More informationImproved Online/Offline Signature Schemes
Improved Online/Offline Signature Schemes Adi Shamir and Yael Tauman Applied Math. Dept. The Weizmann Institute of Science Rehovot 76100, Israel {shamir,tauman}@wisdom.weizmann.ac.il Abstract. The notion
More informationStudy of algorithms for factoring integers and computing discrete logarithms
Study of algorithms for factoring integers and computing discrete logarithms First IndoFrench Workshop on Cryptography and Related Topics (IFW 2007) June 11 13, 2007 Paris, France Dr. Abhijit Das Department
More informationCS 758: Cryptography / Network Security
CS 758: Cryptography / Network Security offered in the Fall Semester, 2003, by Doug Stinson my office: DC 3122 my email address: dstinson@uwaterloo.ca my web page: http://cacr.math.uwaterloo.ca/~dstinson/index.html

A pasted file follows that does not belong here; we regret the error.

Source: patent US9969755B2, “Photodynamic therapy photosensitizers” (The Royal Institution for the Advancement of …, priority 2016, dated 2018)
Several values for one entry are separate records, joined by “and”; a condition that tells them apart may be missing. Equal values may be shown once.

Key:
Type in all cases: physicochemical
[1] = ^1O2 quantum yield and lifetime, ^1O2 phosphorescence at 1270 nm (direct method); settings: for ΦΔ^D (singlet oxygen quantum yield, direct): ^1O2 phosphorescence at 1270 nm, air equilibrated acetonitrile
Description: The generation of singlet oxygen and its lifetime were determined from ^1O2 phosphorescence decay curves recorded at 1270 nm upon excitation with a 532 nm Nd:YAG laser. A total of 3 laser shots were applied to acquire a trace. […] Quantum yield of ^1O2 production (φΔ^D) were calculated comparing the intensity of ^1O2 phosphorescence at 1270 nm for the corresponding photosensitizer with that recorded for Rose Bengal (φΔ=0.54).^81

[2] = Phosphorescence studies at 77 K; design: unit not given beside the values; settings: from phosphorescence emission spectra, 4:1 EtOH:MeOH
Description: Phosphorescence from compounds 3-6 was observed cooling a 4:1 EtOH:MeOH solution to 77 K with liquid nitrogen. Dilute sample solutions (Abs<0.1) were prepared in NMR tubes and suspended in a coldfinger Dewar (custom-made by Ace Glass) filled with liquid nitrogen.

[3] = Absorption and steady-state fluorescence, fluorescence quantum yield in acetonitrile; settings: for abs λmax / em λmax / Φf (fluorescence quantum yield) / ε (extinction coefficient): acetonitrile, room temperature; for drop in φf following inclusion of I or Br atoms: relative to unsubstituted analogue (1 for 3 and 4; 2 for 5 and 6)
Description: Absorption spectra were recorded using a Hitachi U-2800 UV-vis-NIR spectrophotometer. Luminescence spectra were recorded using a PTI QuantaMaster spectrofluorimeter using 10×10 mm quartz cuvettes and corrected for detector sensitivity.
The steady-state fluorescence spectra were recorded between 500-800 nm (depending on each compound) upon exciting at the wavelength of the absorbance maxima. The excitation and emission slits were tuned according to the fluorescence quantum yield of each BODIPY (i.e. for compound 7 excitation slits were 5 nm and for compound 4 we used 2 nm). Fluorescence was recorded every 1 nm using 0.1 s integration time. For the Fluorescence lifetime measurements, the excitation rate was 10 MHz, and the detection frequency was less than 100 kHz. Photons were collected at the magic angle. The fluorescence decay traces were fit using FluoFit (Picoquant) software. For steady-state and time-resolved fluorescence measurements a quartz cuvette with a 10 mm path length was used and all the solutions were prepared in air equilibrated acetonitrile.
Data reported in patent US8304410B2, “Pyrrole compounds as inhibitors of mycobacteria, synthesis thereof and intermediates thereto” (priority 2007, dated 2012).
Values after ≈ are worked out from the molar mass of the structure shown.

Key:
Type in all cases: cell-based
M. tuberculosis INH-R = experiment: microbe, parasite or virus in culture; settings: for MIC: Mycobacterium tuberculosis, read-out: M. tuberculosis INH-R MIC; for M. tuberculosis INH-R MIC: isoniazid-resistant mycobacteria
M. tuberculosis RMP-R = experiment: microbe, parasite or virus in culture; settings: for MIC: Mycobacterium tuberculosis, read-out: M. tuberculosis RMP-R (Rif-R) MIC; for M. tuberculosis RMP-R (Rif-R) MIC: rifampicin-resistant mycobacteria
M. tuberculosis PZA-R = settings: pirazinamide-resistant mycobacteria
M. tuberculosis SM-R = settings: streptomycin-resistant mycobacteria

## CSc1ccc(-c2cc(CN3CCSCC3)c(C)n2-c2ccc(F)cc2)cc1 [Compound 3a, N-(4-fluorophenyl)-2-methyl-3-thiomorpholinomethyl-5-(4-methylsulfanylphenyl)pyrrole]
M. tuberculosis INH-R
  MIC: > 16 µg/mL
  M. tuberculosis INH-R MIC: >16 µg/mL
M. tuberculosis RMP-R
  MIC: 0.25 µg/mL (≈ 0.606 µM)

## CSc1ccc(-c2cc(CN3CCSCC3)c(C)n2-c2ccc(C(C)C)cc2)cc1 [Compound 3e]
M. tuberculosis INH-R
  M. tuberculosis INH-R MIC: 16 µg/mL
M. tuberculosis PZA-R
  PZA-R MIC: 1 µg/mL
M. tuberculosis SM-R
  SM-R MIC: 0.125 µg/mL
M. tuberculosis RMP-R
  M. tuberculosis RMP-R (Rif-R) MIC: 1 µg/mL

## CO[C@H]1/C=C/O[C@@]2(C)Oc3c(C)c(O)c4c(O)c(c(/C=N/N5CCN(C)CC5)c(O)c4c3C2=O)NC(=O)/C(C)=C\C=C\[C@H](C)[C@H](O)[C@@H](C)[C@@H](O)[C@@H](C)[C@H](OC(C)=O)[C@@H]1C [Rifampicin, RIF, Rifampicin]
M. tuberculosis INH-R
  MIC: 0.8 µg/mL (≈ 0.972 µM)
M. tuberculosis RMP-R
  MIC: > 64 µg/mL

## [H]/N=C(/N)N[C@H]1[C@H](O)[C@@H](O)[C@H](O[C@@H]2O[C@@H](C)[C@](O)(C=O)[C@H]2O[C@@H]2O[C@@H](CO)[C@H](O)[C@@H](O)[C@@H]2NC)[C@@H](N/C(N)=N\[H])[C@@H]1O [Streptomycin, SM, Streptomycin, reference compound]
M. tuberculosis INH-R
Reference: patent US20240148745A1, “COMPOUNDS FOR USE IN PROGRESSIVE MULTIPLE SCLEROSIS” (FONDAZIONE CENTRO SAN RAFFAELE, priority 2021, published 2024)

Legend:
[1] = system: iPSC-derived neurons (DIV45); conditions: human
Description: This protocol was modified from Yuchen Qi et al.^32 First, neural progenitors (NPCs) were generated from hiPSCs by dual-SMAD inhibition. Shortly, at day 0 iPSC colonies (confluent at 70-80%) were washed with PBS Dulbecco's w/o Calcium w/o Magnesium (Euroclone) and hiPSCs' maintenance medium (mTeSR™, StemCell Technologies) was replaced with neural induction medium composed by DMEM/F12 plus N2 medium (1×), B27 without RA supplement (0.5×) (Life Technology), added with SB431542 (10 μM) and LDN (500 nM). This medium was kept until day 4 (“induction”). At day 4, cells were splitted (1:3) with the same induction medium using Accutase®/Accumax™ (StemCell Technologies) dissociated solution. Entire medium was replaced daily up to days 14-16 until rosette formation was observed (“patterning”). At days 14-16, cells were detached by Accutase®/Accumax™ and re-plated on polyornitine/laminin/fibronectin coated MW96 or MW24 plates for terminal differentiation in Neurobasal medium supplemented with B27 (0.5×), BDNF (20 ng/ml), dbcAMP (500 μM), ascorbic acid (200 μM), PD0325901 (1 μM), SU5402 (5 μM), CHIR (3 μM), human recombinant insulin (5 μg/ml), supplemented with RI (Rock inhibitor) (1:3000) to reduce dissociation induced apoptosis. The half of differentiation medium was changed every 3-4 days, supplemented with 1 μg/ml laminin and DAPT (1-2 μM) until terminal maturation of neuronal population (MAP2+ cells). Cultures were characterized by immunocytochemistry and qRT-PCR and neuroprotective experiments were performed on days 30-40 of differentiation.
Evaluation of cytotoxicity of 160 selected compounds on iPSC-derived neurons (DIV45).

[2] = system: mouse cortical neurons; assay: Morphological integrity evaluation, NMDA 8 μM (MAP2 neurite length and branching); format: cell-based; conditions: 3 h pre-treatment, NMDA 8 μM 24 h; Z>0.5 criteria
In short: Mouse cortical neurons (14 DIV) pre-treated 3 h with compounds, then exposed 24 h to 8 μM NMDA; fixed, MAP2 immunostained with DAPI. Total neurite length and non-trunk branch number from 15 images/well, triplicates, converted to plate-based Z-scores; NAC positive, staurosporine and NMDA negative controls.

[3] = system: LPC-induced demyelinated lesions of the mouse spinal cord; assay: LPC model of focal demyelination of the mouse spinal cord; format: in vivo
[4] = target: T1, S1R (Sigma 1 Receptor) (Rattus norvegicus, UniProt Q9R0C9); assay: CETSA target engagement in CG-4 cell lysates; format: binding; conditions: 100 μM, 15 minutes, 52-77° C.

More informationInteger Factorization using the Quadratic Sieve
Integer Factorization using the Quadratic Sieve Chad Seibert* Division of Science and Mathematics University of Minnesota, Morris Morris, MN 56567 seib0060@morris.umn.edu March 16, 2011 Abstract We give
More informationCh.9 Cryptography. The Graduate Center, CUNY.! CSc 75010 Theoretical Computer Science Konstantinos Vamvourellis
Ch.9 Cryptography The Graduate Center, CUNY! CSc 75010 Theoretical Computer Science Konstantinos Vamvourellis Why is Modern Cryptography part of a Complexity course? Short answer:! Because Modern Cryptography
More informationSecure Deduplication of Encrypted Data without Additional Independent Servers
Secure Deduplication of Encrypted Data without Additional Independent Servers Jian Liu Aalto University jian.liu@aalto.fi N. Asokan Aalto University and University of Helsinki asokan@acm.org Benny Pinkas
More informationChapter 12. Digital signatures. 12.1 Digital signature schemes